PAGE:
Colorado Appeals Court Again Reminds Cops That Marijuana Legalization Means Their Drug Dogs Are Mostly Useless
from the time-to-put-some-officers-up-for-adoption dept
Colorado legalized recreational marijuana use in 2012. That’s an entire decade ago. Who knew the learning curve for cops would be so extreme?
Learning to deal with legalized drugs after years of useless drug warring has posed problems all over the country. Cops in Kansas(!) had to be told by a federal appeals court that someone traveling to or from a state with legalized drugs was not probable cause for a search. Cops in Oregon had to be informed by a court that the odor of marijuana was no longer “reasonable suspicion” in state with legalized marijuana.
And cops in Colorado — nearly a full decade after the fact — are still being told (twice!) that using drug dogs trained to detect the odor of marijuana can no longer create probable cause for a search. (h/t FourthAmendment.com)
Last December, a Colorado appeals court (belatedly) broke the bad news to local cops: drug dogs are no longer probable-cause-on-four-legs. Since drug dogs have been trained to detect contraband that hasn’t been contraband for years, an alert on a person or vehicle does not provide justification for a search. It’s time to take the furry officers out for a trip to the farm or around back or whatever euphemism covers what police officials have declared to be the end result of drug legalization.
This ruling [PDF] covers much of the same ground handled by the Colorado Appeals Court in the December 2021 Restrepo decision. It points to state Supreme Court precedent along the way to the conclusion, noting that a string of decisions have consecutively put police on ever increasing notice that a tool that detects drugs (including the legal ones) isn’t anything that can be relied on to generate probable cause.
Further, it cites state court decisions related to the legalization of marijuana as creating a higher privacy interest in residents’ cars, converting drug dog sniffs from something that just kind of happens into a search under state law and the state constitution.
With all of that in mind, the court says the drug dog sniff performed here did nothing to establish probable cause for a deeper search. And that still holds even if none of the drugs discovered were legal weed and even if officers also discovered an illegal handgun. You don’t get to keep the results of a search if the search wasn’t legal. And this one wasn’t.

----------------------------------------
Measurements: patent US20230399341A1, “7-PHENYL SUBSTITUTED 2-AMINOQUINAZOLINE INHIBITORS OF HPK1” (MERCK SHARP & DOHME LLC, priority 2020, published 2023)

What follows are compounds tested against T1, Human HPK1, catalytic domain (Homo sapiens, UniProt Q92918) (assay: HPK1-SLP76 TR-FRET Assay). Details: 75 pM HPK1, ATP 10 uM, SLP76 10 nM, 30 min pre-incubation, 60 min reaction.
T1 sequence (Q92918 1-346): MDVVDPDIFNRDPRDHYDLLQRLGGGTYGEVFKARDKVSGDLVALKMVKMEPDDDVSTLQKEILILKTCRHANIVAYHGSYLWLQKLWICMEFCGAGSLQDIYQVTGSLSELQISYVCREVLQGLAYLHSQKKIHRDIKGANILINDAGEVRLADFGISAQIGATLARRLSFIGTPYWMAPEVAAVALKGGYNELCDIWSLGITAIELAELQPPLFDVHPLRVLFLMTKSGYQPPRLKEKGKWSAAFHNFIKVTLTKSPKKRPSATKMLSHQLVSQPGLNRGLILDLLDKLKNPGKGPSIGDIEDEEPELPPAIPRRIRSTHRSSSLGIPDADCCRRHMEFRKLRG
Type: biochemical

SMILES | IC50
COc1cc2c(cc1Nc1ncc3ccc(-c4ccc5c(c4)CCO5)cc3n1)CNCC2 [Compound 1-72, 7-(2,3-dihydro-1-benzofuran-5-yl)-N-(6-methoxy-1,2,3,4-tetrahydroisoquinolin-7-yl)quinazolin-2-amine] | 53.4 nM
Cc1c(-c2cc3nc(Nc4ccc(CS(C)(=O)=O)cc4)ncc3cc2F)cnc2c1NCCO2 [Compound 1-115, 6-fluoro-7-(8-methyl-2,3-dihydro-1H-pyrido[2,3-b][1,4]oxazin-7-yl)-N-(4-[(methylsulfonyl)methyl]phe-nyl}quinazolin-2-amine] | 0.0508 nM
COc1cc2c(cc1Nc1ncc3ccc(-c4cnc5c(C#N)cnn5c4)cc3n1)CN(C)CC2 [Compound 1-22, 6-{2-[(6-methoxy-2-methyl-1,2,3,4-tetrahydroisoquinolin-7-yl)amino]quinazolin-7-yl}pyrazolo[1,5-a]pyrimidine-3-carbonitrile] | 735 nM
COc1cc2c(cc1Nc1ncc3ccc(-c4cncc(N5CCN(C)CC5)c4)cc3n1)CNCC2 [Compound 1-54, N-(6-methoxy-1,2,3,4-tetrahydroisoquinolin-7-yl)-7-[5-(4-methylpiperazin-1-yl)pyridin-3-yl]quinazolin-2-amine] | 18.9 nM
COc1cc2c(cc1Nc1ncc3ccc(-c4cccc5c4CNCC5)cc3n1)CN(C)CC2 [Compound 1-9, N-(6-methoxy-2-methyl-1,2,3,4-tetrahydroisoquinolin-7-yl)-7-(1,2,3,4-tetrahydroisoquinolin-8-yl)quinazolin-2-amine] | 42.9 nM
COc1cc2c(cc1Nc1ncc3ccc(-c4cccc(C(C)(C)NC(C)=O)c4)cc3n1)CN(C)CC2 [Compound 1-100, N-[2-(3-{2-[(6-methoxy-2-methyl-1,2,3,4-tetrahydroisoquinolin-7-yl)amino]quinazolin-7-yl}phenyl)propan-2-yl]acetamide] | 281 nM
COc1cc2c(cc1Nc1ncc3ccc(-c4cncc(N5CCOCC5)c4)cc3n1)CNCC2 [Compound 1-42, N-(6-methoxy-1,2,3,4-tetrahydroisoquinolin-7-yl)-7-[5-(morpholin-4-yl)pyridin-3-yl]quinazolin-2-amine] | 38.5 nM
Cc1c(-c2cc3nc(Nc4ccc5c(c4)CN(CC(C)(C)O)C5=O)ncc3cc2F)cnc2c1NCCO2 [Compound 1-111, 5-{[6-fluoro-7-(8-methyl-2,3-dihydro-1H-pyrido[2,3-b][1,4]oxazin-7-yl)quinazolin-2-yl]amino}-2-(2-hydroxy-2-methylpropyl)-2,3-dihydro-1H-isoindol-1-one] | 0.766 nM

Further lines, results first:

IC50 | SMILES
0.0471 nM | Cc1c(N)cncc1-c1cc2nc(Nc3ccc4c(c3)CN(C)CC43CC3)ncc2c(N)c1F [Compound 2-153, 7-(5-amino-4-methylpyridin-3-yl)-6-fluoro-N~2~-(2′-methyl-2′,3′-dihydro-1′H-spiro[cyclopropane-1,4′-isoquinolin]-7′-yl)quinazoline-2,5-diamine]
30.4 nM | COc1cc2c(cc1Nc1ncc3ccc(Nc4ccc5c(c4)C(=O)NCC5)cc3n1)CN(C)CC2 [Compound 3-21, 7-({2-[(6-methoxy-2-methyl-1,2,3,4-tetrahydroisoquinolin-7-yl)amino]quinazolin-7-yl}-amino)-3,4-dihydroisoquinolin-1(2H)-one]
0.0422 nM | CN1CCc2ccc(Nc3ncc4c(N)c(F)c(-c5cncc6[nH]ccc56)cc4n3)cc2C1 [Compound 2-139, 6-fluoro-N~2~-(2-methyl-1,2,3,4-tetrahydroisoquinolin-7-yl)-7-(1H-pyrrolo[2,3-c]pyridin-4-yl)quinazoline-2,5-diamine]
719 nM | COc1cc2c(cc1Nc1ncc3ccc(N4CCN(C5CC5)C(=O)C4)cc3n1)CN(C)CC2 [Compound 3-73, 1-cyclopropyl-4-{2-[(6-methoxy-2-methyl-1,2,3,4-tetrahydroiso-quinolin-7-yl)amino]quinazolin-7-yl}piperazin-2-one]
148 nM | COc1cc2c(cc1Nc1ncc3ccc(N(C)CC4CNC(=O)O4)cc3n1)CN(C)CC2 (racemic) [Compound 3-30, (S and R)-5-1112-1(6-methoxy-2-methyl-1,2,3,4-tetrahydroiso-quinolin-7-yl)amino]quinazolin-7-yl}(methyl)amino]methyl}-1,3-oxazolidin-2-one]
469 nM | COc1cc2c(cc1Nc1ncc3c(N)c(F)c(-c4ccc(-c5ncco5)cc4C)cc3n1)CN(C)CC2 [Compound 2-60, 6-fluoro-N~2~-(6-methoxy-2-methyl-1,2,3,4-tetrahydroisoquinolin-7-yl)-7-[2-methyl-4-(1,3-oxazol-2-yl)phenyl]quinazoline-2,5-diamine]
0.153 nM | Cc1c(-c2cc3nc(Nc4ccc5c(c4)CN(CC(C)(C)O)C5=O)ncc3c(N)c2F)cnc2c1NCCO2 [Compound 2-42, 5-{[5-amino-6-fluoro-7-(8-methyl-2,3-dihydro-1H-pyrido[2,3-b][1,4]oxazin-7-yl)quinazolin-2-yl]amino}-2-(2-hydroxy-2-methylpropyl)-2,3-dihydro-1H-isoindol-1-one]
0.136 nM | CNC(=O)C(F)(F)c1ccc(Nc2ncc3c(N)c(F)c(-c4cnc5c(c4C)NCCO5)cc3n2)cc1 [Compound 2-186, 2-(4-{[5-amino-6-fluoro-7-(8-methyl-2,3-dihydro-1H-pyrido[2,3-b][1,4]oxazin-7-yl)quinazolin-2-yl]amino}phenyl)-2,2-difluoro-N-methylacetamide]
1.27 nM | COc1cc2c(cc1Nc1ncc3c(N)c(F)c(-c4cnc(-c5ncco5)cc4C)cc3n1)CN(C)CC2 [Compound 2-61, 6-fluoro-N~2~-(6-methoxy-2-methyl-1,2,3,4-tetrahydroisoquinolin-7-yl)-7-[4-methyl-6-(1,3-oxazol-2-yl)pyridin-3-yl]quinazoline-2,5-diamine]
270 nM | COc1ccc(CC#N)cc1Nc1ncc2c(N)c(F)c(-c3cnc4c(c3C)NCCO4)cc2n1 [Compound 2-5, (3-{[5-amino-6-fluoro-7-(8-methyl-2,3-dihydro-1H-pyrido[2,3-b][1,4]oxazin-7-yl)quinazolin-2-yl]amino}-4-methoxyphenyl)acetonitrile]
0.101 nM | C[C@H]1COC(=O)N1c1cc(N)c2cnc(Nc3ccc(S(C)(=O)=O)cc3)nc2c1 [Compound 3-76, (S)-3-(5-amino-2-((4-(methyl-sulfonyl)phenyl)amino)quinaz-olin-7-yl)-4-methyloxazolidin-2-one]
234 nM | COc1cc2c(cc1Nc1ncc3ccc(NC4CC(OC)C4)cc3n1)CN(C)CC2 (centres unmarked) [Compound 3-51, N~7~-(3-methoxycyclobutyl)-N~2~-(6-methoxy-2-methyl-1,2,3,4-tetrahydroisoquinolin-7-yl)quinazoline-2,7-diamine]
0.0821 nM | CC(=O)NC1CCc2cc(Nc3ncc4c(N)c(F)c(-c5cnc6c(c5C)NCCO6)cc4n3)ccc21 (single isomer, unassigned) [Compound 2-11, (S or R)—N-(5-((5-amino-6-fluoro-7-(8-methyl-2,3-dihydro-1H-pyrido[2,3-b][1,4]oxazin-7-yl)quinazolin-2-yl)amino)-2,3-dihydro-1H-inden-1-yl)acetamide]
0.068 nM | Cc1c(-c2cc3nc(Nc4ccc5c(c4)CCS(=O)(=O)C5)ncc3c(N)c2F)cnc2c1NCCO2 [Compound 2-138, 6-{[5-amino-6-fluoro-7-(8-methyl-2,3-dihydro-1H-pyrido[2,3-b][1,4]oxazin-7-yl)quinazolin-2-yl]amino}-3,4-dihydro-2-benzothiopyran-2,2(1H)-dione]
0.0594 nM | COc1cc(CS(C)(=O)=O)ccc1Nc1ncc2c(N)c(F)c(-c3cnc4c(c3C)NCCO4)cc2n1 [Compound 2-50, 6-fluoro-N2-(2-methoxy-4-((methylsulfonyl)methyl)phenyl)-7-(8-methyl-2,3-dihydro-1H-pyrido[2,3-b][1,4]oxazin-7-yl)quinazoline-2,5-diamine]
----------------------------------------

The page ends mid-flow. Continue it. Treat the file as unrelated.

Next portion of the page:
And the police officers should have known this, says the Appeals Court.
When the police deployed the dog in this case, they would not have had to foresee, anticipate, or predict, wholly unaided, the effect of Amendment 64 on the permissibility of dog sniff searches. Existing case law at the time of Lopez’s encounter with the police would have put the police on notice that Amendment 64 had changed the legal landscape and undercut the rationale underlying Mason and Esparza.
Those cases turned sniffs into searches. Amendment 64 — years earlier — turned marijuana from illegal to legal. Plenty of on-point case law and yet Colorado cops still believe drug dogs are worth a damn. They aren’t. Or they aren’t as useful as they used to be.
“with the legalization of small amounts of marijuana, a dog’s alert doesn’t provide a yes-or-no answer to the question of whether illegal narcotics are present in a vehicle”
That means cops need more to work with than an animal trained to give cops permission to perform a search. They need probable cause to run a drug dog around a car and they simply didn’t have it here, as even the government admitted during arguments in front of the court.
On appeal, the People point to the circumstances that the court found satisfied the reasonable suspicion standard — Lopez’s nervousness, his driving an unregistered vehicle while on bond for a new narcotics case after having just been released from prison, and his claiming to be in Colorado Springs to do construction work despite being nicely dressed and accompanied by a female passenger.
But the People do not argue that these circumstances satisfied the probable cause standard. The most they argue is that “the trial court found this supported reasonable suspicion rather than probable cause. But there is room to disagree.”
The court isn’t willing to flesh out an argument the government could barely be bothered to make. It’s time to retire drug dogs in Colorado. Cops will just have to develop probable cause the old fashioned way, rather than relying on non-verbal cues from their four-legged partners. And with this many rulings on the books, no cop in Colorado can credibly claim this hasn’t been clearly established.